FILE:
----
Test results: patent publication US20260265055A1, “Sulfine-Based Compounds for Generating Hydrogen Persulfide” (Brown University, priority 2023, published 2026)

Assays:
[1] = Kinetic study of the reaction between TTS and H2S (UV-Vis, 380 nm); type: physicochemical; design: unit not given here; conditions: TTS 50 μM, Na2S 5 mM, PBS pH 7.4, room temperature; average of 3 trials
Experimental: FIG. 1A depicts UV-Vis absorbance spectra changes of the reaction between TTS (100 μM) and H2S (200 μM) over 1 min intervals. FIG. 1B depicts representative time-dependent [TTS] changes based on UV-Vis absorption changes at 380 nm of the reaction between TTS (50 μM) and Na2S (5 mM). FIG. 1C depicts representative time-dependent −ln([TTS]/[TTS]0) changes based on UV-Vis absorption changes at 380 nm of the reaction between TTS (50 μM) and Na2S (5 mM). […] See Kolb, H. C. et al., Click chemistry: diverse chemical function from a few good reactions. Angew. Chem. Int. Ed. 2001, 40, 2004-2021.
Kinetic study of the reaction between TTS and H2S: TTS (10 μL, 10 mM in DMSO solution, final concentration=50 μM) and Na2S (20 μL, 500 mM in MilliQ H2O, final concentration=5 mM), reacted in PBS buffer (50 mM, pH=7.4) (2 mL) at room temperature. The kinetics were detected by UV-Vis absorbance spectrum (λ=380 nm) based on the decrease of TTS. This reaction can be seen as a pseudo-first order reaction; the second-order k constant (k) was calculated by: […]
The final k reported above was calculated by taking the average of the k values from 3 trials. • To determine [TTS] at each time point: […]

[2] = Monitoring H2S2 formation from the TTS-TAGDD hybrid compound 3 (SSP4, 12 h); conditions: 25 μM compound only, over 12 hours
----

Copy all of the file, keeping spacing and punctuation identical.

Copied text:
Test results: patent publication US20260265055A1, “Sulfine-Based Compounds for Generating Hydrogen Persulfide” (Brown University, priority 2023, published 2026)

Assays:
[1] = Kinetic study of the reaction between TTS and H2S (UV-Vis, 380 nm); type: physicochemical; design: unit not given here; conditions: TTS 50 μM, Na2S 5 mM, PBS pH 7.4, room temperature; average of 3 trials
Experimental: FIG. 1A depicts UV-Vis absorbance spectra changes of the reaction between TTS (100 μM) and H2S (200 μM) over 1 min intervals. FIG. 1B depicts representative time-dependent [TTS] changes based on UV-Vis absorption changes at 380 nm of the reaction between TTS (50 μM) and Na2S (5 mM). FIG. 1C depicts representative time-dependent −ln([TTS]/[TTS]0) changes based on UV-Vis absorption changes at 380 nm of the reaction between TTS (50 μM) and Na2S (5 mM). […] See Kolb, H. C. et al., Click chemistry: diverse chemical function from a few good reactions. Angew. Chem. Int. Ed. 2001, 40, 2004-2021.
Kinetic study of the reaction between TTS and H2S: TTS (10 μL, 10 mM in DMSO solution, final concentration=50 μM) and Na2S (20 μL, 500 mM in MilliQ H2O, final concentration=5 mM), reacted in PBS buffer (50 mM, pH=7.4) (2 mL) at room temperature. The kinetics were detected by UV-Vis absorbance spectrum (λ=380 nm) based on the decrease of TTS. This reaction can be seen as a pseudo-first order reaction; the second-order k constant (k) was calculated by: […]
The final k reported above was calculated by taking the average of the k values from 3 trials. • To determine [TTS] at each time point: […]

[2] = Monitoring H2S2 formation from the TTS-TAGDD hybrid compound 3 (SSP4, 12 h); conditions: 25 μM compound only, over 12 hours